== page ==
It may be an unpalatable truth to admit, but the behavior of nations when it comes to diplomacy is not always handled at the most rational and mature manner. In 1991, the nation of North Macedonia  declared its independence from Yugoslavia and was able to do so without violence or conflict, which was extremely rare during that time and place. While there was no conflict with the nation receiving its independence, though, there was a great deal of conflict with Greece over its name. Originally entered into various international organizations as the Former Yugoslav Republic Of Macedonia, Greece refused to accept the claim of North Macedonia to name itself as Macedonia. This was not a short-term problem, but rather one that continued for nearly thirty years from 1991 until 2019, when a bilateral agreement was made between the two nations so that North Macedonia would be allowed as a name, preserving the importance of Greece in recognizing the territories of South Macedonia that make up part of its northernmost territories.
One would not think that such a change would take 28 years in order to bring into agreement, not least because the people of North Macedonia are themselves speakers of a South Slavic nation and the Macedonia that once ruled over a large portion of the world thanks to Alexander the Great was itself a semi-barbaric but still Hellenic people. Be that as it may, it did take 28 years of sniping and bad blood for North Macedonia and Greece to bury the hatchet and come to terms. While this may seem to be a lot of wasted time, it is by no means the longest such unresolved conflict that exists. North Cyprus and Cyprus have been divided since the 1970’s with no signs of a peaceful accord to divide the territory of their island and recognize the independence of the Turkish-speaking republic there. Taiwan has been a de facto state since 1949 and an unrecognized one since the early 1970’s. Western Sahara and Somaliland are two other unrecognized states with strong claims where there appears to be little progress in recognizing their status with all that entails. So North Macedonia’s situation is by no means an unusual one in having taken so long to be resolved. What is perhaps surprising is that a simple cosmetic change of naming itself North Macedonia was sufficient for Greece to feel that its interests had been respected and to therefore drop its opposition to that nation’s entry into various alliances and unions.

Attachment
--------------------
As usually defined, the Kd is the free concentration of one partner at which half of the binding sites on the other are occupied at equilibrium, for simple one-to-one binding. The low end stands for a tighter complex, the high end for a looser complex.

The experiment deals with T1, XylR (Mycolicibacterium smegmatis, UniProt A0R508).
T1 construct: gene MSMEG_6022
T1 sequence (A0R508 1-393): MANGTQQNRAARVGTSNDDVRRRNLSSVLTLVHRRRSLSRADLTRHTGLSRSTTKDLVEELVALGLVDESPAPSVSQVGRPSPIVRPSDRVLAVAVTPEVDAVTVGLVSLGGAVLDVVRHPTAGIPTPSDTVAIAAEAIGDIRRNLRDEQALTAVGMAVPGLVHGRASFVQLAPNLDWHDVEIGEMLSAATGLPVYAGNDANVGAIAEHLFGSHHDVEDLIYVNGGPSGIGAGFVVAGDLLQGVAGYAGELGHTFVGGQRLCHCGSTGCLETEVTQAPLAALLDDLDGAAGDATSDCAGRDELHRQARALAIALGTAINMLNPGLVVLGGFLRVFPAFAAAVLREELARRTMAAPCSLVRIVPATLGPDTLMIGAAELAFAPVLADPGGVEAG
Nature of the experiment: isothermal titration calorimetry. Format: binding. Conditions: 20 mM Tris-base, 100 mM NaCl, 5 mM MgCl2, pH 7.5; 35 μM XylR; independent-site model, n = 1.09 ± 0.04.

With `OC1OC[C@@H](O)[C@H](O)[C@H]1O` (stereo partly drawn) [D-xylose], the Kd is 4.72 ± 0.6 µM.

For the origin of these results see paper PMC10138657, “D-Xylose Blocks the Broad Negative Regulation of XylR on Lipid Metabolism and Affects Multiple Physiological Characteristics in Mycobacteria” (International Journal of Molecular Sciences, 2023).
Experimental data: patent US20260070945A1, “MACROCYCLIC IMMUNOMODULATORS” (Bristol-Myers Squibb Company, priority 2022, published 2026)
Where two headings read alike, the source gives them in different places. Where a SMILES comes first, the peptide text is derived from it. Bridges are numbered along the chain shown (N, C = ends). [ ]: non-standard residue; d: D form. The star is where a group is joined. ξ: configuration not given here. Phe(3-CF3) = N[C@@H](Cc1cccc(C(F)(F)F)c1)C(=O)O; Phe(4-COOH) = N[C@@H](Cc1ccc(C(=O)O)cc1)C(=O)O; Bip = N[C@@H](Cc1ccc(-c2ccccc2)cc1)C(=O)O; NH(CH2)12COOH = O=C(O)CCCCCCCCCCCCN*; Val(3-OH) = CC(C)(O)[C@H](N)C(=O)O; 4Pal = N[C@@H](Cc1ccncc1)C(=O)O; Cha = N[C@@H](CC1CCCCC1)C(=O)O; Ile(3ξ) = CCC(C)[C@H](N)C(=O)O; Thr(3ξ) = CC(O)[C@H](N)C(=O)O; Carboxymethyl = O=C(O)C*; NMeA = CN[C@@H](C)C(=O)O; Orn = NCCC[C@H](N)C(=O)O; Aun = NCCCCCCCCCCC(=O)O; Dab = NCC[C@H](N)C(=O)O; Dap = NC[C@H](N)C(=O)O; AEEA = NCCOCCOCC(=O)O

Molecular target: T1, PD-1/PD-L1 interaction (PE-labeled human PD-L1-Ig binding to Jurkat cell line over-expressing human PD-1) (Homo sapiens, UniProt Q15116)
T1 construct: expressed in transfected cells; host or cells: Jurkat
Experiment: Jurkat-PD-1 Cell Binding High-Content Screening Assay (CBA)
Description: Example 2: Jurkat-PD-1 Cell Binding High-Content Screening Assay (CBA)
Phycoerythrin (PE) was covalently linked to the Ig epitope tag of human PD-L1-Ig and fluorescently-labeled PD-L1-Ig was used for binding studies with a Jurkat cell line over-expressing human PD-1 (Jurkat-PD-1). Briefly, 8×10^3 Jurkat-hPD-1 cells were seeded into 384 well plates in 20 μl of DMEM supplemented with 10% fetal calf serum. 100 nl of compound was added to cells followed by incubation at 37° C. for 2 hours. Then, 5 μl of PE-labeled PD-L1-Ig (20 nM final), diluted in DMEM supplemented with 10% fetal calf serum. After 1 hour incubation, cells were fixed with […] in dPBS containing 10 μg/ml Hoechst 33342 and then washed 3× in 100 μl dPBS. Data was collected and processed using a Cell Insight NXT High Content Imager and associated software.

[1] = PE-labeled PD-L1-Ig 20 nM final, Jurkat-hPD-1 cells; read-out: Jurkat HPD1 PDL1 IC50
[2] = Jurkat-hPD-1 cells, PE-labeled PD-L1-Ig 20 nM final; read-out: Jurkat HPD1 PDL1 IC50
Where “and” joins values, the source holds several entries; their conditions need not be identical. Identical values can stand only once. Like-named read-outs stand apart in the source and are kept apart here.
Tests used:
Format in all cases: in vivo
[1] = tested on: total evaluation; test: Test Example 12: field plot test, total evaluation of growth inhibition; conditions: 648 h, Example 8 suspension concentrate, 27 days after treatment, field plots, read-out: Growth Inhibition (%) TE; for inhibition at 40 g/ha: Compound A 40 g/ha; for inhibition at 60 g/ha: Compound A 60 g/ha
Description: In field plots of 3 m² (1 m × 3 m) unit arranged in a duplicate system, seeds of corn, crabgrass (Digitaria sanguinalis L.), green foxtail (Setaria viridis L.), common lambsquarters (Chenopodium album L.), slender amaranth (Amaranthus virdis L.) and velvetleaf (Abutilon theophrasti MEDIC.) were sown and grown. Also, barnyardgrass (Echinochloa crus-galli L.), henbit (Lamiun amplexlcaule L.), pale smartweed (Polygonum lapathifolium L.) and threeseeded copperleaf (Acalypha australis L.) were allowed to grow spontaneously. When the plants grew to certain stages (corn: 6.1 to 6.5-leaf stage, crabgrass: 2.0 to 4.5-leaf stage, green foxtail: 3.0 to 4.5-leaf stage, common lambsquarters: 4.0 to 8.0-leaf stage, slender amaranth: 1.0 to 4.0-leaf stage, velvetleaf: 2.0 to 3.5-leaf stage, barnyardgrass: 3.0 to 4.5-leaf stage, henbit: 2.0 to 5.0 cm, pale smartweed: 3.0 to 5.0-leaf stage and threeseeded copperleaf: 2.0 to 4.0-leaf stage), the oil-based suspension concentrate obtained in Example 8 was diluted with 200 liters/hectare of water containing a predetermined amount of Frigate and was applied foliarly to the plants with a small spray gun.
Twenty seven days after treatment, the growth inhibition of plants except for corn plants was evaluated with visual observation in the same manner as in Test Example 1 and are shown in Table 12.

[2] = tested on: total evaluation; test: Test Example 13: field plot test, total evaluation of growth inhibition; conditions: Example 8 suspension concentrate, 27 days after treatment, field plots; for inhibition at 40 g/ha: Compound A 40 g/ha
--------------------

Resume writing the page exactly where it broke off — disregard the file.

North Macedonia, not surprisingly, is reaping the benefits of having squashed their beef at present. A few days ago they were were admitted as the 30th nation to be a part of NATO, thus helping to aid in the security interests that a small landlocked nation in the Balkans has. It is clear that this is a great benefit to North Macedonia in that it now benefits from the commitment of all of the other NATO nations to defend its borders from exterior aggression, though it is not clear who would have an interest among their neighbors in violating their sovereignty. Likewise, within the past week or so North Macedonia has received the green light for membership talks to begin, since Greece is no longer opposed to their entry into the EU and can likely now engage in mutually profitable cross-border trade. Considering that North Macedonia borders both Greece and Bulgaria, and has some issues with anti-Bulgarian political rhetoric within its country and a tangled history where Bulgaria has long considered North Macedonia to be an integral part of its own irredentist claims, the nation has some further negotiation to do, but its successful squashing of a long-held beef with Greece does bode well for its diplomatic savvy at least in being able to tone down conflicts that exist with Bulgaria as well. Given that North Macedonia also borders Serbia, Kosovo, and Albania, a closer tie to NATO and the European Union does bode well for its own security and economic interests. If only it were so easy for other nations to squash their beefs and reap the benefits of greater peace thereby.
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